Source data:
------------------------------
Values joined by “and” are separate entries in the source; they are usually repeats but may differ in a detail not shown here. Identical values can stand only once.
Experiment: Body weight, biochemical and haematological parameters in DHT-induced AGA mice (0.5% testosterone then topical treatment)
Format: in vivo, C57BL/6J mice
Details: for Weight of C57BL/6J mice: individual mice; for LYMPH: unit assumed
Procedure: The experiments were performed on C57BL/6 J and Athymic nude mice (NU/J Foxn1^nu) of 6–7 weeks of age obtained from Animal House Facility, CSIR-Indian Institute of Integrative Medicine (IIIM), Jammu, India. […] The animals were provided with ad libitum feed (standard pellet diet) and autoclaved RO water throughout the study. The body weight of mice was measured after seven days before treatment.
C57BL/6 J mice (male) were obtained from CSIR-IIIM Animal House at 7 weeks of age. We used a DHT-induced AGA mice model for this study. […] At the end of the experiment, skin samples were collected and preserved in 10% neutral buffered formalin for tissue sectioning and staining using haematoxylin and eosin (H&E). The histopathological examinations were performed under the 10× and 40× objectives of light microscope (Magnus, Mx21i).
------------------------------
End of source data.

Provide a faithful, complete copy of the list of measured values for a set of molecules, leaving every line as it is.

Values joined by “and” are separate entries in the source; they are usually repeats but may differ in a detail not shown here. Identical values can stand only once.
Experiment: Body weight, biochemical and haematological parameters in DHT-induced AGA mice (0.5% testosterone then topical treatment)
Format: in vivo, C57BL/6J mice
Details: for Weight of C57BL/6J mice: individual mice; for LYMPH: unit assumed
Procedure: The experiments were performed on C57BL/6 J and Athymic nude mice (NU/J Foxn1^nu) of 6–7 weeks of age obtained from Animal House Facility, CSIR-Indian Institute of Integrative Medicine (IIIM), Jammu, India. […] The animals were provided with ad libitum feed (standard pellet diet) and autoclaved RO water throughout the study. The body weight of mice was measured after seven days before treatment.
C57BL/6 J mice (male) were obtained from CSIR-IIIM Animal House at 7 weeks of age. We used a DHT-induced AGA mice model for this study. […] At the end of the experiment, skin samples were collected and preserved in 10% neutral buffered formalin for tissue sectioning and staining using haematoxylin and eosin (H&E). The histopathological examinations were performed under the 10× and 40× objectives of light microscope (Magnus, Mx21i).